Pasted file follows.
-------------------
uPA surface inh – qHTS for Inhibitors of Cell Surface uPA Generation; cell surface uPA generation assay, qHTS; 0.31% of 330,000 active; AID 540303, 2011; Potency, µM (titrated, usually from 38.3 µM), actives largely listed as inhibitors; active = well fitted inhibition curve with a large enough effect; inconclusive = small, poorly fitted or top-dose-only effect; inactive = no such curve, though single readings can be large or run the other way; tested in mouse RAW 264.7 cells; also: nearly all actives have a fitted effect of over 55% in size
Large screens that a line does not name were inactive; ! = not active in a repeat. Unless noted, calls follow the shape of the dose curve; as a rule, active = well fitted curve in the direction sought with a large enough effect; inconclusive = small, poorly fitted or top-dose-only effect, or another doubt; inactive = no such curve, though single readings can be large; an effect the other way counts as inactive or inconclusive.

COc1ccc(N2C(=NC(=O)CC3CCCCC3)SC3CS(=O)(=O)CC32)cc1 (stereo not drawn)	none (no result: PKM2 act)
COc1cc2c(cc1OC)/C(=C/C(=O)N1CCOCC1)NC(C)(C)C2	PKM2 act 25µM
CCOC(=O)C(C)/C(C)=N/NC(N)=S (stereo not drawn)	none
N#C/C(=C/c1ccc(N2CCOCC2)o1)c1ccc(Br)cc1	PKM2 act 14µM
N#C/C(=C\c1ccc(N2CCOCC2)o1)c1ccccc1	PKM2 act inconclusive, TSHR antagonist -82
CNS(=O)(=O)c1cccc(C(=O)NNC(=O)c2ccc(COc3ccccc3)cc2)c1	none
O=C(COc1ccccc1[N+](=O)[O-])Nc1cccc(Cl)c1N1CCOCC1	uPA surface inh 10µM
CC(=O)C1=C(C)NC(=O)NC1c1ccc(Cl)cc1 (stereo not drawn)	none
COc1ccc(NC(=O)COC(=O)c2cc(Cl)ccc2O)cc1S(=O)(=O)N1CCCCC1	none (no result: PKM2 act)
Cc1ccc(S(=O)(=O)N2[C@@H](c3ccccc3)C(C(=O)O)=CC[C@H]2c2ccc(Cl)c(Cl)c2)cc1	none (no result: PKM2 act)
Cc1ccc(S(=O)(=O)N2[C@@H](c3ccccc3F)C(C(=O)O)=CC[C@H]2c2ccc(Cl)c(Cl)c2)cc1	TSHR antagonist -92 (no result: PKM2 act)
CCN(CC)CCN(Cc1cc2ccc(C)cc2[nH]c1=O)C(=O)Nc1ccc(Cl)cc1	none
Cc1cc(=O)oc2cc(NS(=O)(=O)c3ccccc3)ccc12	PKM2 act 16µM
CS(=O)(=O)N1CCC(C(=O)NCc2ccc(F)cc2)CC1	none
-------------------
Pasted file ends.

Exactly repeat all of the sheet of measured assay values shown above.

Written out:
uPA surface inh – qHTS for Inhibitors of Cell Surface uPA Generation; cell surface uPA generation assay, qHTS; 0.31% of 330,000 active; AID 540303, 2011; Potency, µM (titrated, usually from 38.3 µM), actives largely listed as inhibitors; active = well fitted inhibition curve with a large enough effect; inconclusive = small, poorly fitted or top-dose-only effect; inactive = no such curve, though single readings can be large or run the other way; tested in mouse RAW 264.7 cells; also: nearly all actives have a fitted effect of over 55% in size
Large screens that a line does not name were inactive; ! = not active in a repeat. Unless noted, calls follow the shape of the dose curve; as a rule, active = well fitted curve in the direction sought with a large enough effect; inconclusive = small, poorly fitted or top-dose-only effect, or another doubt; inactive = no such curve, though single readings can be large; an effect the other way counts as inactive or inconclusive.

COc1ccc(N2C(=NC(=O)CC3CCCCC3)SC3CS(=O)(=O)CC32)cc1 (stereo not drawn)	none (no result: PKM2 act)
COc1cc2c(cc1OC)/C(=C/C(=O)N1CCOCC1)NC(C)(C)C2	PKM2 act 25µM
CCOC(=O)C(C)/C(C)=N/NC(N)=S (stereo not drawn)	none
N#C/C(=C/c1ccc(N2CCOCC2)o1)c1ccc(Br)cc1	PKM2 act 14µM
N#C/C(=C\c1ccc(N2CCOCC2)o1)c1ccccc1	PKM2 act inconclusive, TSHR antagonist -82
CNS(=O)(=O)c1cccc(C(=O)NNC(=O)c2ccc(COc3ccccc3)cc2)c1	none
O=C(COc1ccccc1[N+](=O)[O-])Nc1cccc(Cl)c1N1CCOCC1	uPA surface inh 10µM
CC(=O)C1=C(C)NC(=O)NC1c1ccc(Cl)cc1 (stereo not drawn)	none
COc1ccc(NC(=O)COC(=O)c2cc(Cl)ccc2O)cc1S(=O)(=O)N1CCCCC1	none (no result: PKM2 act)
Cc1ccc(S(=O)(=O)N2[C@@H](c3ccccc3)C(C(=O)O)=CC[C@H]2c2ccc(Cl)c(Cl)c2)cc1	none (no result: PKM2 act)
Cc1ccc(S(=O)(=O)N2[C@@H](c3ccccc3F)C(C(=O)O)=CC[C@H]2c2ccc(Cl)c(Cl)c2)cc1	TSHR antagonist -92 (no result: PKM2 act)
CCN(CC)CCN(Cc1cc2ccc(C)cc2[nH]c1=O)C(=O)Nc1ccc(Cl)cc1	none
Cc1cc(=O)oc2cc(NS(=O)(=O)c3ccccc3)ccc12	PKM2 act 16µM
CS(=O)(=O)N1CCC(C(=O)NCc2ccc(F)cc2)CC1	none